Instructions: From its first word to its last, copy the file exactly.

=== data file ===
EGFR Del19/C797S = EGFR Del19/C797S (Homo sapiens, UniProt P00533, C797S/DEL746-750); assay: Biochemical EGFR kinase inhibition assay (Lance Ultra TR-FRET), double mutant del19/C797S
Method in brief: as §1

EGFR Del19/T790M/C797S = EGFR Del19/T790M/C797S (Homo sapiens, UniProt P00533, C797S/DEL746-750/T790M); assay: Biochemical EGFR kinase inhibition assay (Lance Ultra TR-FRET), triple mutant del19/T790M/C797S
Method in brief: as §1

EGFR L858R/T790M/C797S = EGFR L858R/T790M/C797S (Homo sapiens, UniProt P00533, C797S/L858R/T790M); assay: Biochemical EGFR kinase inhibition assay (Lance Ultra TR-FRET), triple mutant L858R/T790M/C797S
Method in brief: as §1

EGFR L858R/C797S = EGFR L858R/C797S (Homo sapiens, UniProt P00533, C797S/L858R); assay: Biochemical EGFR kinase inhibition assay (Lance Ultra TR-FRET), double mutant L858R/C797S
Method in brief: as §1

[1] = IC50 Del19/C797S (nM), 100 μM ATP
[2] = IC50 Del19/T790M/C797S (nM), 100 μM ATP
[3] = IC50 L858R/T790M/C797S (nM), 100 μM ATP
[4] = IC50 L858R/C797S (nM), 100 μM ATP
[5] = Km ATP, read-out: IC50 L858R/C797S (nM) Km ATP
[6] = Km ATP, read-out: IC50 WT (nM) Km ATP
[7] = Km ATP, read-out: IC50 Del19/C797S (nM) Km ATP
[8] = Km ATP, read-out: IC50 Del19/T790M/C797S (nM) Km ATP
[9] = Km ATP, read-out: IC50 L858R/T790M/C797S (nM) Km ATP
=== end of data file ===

EGFR Del19/C797S = EGFR Del19/C797S (Homo sapiens, UniProt P00533, C797S/DEL746-750); assay: Biochemical EGFR kinase inhibition assay (Lance Ultra TR-FRET), double mutant del19/C797S
Method in brief: as §1

EGFR Del19/T790M/C797S = EGFR Del19/T790M/C797S (Homo sapiens, UniProt P00533, C797S/DEL746-750/T790M); assay: Biochemical EGFR kinase inhibition assay (Lance Ultra TR-FRET), triple mutant del19/T790M/C797S
Method in brief: as §1

EGFR L858R/T790M/C797S = EGFR L858R/T790M/C797S (Homo sapiens, UniProt P00533, C797S/L858R/T790M); assay: Biochemical EGFR kinase inhibition assay (Lance Ultra TR-FRET), triple mutant L858R/T790M/C797S
Method in brief: as §1

EGFR L858R/C797S = EGFR L858R/C797S (Homo sapiens, UniProt P00533, C797S/L858R); assay: Biochemical EGFR kinase inhibition assay (Lance Ultra TR-FRET), double mutant L858R/C797S
Method in brief: as §1

[1] = IC50 Del19/C797S (nM), 100 μM ATP
[2] = IC50 Del19/T790M/C797S (nM), 100 μM ATP
[3] = IC50 L858R/T790M/C797S (nM), 100 μM ATP
[4] = IC50 L858R/C797S (nM), 100 μM ATP
[5] = Km ATP, read-out: IC50 L858R/C797S (nM) Km ATP
[6] = Km ATP, read-out: IC50 WT (nM) Km ATP
[7] = Km ATP, read-out: IC50 Del19/C797S (nM) Km ATP
[8] = Km ATP, read-out: IC50 Del19/T790M/C797S (nM) Km ATP
[9] = Km ATP, read-out: IC50 L858R/T790M/C797S (nM) Km ATP